Introduction: Fallout 4 Nuka Cola Caps
Hey there wastelanders!
With Fallout 4 here at last I thought it'd be a neat idea to share with you a technique I've developed to quickly turn old beer bottle caps into shiny old Nuka Cola ones. I'm actually using this to create currency for a Fallout Live Action Role Playing (LARP) game here in New Zealand, but they're also great pieces of gaming memorabilia.
In this tutorial I'm not going for a 100% authentic look to the game originals, but more for one that fits the best with the poor sacrificial beer caps that gave their lives for this project (drink responsibly kids!).
In New Zealand, especially in the mighty Waikato region, Lion Red beer is the beverage of choice so there's always plenty of spare caps from these that we can re-purpose into Nuka Cola ones. The colors in the PDF provided with this tutorial will work best with Lion Red caps, but you can substitute these with caps of an equivalent deep red from your area.
For this project you'll need the following:
- 15x red bottle caps (I used Lion Red for this tutorial)
- 1x sheet of A6 gloss inkjet sticker paper
- An inkjet printer
- A metal file
Each cap will take about 2 minutes to make.
Step 1: Printing the Labels
Download and print out the sheet of cap labels using the inkjet sticker paper. The sticker paper can be purchased online or from your local stationery store. For this particular tutorial I used sticker paper from a seller on TradeMe, New Zealand's version of eBay.
The PDF was made by myself and the label artwork is high-resolution vector graphics to ensure that you get a nice crisp edge on the printed text.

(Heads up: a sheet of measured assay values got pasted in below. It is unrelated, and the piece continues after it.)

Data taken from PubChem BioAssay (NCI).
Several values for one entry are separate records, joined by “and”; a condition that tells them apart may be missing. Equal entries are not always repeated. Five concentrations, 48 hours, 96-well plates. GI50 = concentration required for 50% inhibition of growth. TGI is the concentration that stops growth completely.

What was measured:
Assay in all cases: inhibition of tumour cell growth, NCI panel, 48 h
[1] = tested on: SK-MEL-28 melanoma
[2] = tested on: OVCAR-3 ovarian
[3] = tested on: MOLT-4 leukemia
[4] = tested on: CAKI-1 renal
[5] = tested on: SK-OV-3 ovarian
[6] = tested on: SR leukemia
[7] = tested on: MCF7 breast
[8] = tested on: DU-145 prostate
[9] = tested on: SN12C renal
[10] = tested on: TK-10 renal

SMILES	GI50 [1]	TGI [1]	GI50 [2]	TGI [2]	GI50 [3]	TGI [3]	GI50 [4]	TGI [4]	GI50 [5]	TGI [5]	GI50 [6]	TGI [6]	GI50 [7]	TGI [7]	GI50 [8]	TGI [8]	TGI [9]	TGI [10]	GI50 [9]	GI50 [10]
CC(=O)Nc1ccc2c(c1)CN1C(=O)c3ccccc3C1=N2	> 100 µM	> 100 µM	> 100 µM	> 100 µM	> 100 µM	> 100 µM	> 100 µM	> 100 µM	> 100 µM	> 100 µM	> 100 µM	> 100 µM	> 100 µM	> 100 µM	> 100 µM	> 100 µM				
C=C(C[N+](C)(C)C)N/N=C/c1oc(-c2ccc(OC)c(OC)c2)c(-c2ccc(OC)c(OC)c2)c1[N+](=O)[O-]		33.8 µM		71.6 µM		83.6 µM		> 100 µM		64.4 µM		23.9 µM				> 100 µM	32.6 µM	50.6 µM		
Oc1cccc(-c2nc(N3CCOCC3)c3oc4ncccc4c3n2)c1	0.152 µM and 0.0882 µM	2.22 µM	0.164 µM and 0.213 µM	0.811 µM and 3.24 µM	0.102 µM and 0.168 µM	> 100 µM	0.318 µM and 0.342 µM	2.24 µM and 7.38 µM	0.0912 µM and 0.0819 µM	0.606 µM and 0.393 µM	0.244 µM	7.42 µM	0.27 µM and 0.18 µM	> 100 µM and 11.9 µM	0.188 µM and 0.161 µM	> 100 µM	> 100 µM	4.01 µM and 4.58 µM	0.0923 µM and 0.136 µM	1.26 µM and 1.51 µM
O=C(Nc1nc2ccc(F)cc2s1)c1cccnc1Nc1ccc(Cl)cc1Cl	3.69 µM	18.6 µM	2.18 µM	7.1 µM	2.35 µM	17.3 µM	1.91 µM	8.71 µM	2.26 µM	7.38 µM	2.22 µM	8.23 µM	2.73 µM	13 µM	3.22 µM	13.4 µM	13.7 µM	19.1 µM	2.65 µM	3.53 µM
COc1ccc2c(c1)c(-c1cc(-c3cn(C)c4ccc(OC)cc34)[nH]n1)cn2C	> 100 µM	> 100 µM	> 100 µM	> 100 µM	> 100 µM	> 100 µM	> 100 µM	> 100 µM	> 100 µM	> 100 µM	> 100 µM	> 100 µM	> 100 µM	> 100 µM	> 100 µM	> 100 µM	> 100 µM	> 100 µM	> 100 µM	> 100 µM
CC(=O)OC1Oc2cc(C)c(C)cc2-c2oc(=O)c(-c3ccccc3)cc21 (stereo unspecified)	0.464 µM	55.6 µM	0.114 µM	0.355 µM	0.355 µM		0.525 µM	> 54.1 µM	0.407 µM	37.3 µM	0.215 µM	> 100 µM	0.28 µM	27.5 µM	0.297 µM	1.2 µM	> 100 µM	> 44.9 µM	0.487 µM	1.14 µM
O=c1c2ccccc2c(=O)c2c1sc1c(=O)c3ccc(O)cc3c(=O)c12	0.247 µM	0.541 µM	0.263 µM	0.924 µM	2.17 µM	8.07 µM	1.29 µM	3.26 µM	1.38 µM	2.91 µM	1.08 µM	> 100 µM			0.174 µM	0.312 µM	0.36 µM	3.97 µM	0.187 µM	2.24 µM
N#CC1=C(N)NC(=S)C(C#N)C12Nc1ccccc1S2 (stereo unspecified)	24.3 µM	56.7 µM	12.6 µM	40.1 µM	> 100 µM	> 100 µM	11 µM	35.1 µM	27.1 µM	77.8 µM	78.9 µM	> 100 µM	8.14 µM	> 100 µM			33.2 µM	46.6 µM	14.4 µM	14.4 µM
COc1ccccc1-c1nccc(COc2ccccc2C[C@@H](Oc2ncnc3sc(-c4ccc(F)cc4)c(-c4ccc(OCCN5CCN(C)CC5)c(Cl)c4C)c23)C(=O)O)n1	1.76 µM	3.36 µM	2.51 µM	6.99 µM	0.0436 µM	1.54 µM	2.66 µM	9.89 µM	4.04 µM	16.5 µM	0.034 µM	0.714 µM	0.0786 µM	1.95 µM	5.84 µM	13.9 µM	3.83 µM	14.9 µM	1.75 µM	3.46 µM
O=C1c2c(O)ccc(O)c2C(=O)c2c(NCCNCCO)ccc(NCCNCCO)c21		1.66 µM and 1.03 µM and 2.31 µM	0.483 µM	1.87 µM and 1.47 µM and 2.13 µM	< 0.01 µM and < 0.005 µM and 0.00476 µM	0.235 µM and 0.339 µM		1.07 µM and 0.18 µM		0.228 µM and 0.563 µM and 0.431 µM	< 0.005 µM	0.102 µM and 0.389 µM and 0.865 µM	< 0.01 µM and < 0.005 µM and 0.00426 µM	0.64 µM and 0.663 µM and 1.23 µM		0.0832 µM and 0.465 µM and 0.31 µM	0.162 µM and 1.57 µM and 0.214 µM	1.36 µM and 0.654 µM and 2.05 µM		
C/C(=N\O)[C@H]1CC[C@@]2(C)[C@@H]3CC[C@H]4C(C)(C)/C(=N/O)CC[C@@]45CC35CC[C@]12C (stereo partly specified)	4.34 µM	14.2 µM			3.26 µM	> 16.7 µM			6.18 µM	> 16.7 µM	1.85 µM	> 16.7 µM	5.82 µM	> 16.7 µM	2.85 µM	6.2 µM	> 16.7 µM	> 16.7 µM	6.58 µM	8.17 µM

You'll need to ensure that your printer is adjusted to fit A6 sized paper and that the PDF will print out at 100%. If the PDF is scaled at all the labels will be too big or small to fit on the bottle caps!
Step 2: Overprinting
If your printer is set to standard settings, chances are the reds in the print from the previous step will be too pale to be effective. This can be fixed easily by printing the same PDF over top of the existing print.
This technique is called "overprinting". You'll want to make sure that you place the printed sheet upside down in the printer, with the labels facing you. Ensure that the sheet is lined up correctly otherwise the printed labels won't line up and will look a little fuzzy.
Print the PDF and when the printer is done you should get nice rich reds once the ink has dried.
Step 3: Cut and Apply Stickers
Cut out the labels, carefully ensuring that there is no white around the edges. Don't worry about not getting a smooth edge as we're going to rough up the label and blend it with the cap in the next steps.
Peel back the backing paper and carefully apply the sticker to the bottle cap, covering the existing prints on the cap with the sticker paper. The sticker should be just enough to cover the entire cap.
Step 4: Filing and Ageing
Get your file and run strokes outwards from the cap, running it across the label edges. Some of the paper will tear a little - that's ok - it'll add to the distressed look of the cap and will give it a nice 'used' look. This will also take some of the paint off the cap, exposing the metal below. Do this until you have filed all the edges around the circumference of the cap face.
Put the cap on its side and run the file across the edges of the cap. This will weather the paint on the edges and complete the look.
Finally run your file diagonally over the face of the cap a few times to further distress the label. This should give it some nice streaks through the printed text.
After you've filed several caps you'll notice that the file will have accumulated paint and metal. If you leave this on the file it will help to give the rest of the caps and nice gritty feel as parts of the paint and sticker paper flake off the file and end up on the caps.
Step 5: Finished!
You're done! Aren't you awesome?
EDIT: An earlier version of this tutorial mentioned using acrylic spray paint to seal and finish the caps. Unfortunately doing this with certain types of sticker paper will dissolve the adhesive and the labels will come off. You should experiment and find the right sealant that works for your project.